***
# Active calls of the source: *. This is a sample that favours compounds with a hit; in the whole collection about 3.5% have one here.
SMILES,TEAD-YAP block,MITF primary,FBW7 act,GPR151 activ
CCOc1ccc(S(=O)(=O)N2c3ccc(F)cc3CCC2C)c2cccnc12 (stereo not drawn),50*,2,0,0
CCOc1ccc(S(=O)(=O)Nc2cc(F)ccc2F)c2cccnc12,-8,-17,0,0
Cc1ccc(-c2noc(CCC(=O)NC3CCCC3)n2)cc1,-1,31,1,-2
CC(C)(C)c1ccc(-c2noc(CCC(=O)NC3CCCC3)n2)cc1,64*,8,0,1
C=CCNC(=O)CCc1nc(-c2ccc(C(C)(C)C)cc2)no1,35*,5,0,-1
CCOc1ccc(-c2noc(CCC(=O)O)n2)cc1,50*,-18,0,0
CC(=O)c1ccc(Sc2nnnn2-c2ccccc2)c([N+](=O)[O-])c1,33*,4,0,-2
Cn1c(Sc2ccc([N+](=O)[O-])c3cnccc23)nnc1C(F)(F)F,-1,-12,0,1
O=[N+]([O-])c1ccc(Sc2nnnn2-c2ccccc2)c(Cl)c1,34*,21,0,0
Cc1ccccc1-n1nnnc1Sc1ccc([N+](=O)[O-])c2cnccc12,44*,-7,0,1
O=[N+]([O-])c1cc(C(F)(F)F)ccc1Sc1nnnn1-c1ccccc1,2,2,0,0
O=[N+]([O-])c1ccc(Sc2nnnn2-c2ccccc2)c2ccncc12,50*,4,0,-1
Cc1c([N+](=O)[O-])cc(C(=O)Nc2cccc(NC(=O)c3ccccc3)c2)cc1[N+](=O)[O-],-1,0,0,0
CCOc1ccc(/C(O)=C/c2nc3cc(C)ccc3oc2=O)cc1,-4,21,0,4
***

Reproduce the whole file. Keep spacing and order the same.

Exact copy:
# Active calls of the source: *. This is a sample that favours compounds with a hit; in the whole collection about 3.5% have one here.
SMILES,TEAD-YAP block,MITF primary,FBW7 act,GPR151 activ
CCOc1ccc(S(=O)(=O)N2c3ccc(F)cc3CCC2C)c2cccnc12 (stereo not drawn),50*,2,0,0
CCOc1ccc(S(=O)(=O)Nc2cc(F)ccc2F)c2cccnc12,-8,-17,0,0
Cc1ccc(-c2noc(CCC(=O)NC3CCCC3)n2)cc1,-1,31,1,-2
CC(C)(C)c1ccc(-c2noc(CCC(=O)NC3CCCC3)n2)cc1,64*,8,0,1
C=CCNC(=O)CCc1nc(-c2ccc(C(C)(C)C)cc2)no1,35*,5,0,-1
CCOc1ccc(-c2noc(CCC(=O)O)n2)cc1,50*,-18,0,0
CC(=O)c1ccc(Sc2nnnn2-c2ccccc2)c([N+](=O)[O-])c1,33*,4,0,-2
Cn1c(Sc2ccc([N+](=O)[O-])c3cnccc23)nnc1C(F)(F)F,-1,-12,0,1
O=[N+]([O-])c1ccc(Sc2nnnn2-c2ccccc2)c(Cl)c1,34*,21,0,0
Cc1ccccc1-n1nnnc1Sc1ccc([N+](=O)[O-])c2cnccc12,44*,-7,0,1
O=[N+]([O-])c1cc(C(F)(F)F)ccc1Sc1nnnn1-c1ccccc1,2,2,0,0
O=[N+]([O-])c1ccc(Sc2nnnn2-c2ccccc2)c2ccncc12,50*,4,0,-1
Cc1c([N+](=O)[O-])cc(C(=O)Nc2cccc(NC(=O)c3ccccc3)c2)cc1[N+](=O)[O-],-1,0,0,0
CCOc1ccc(/C(O)=C/c2nc3cc(C)ccc3oc2=O)cc1,-4,21,0,4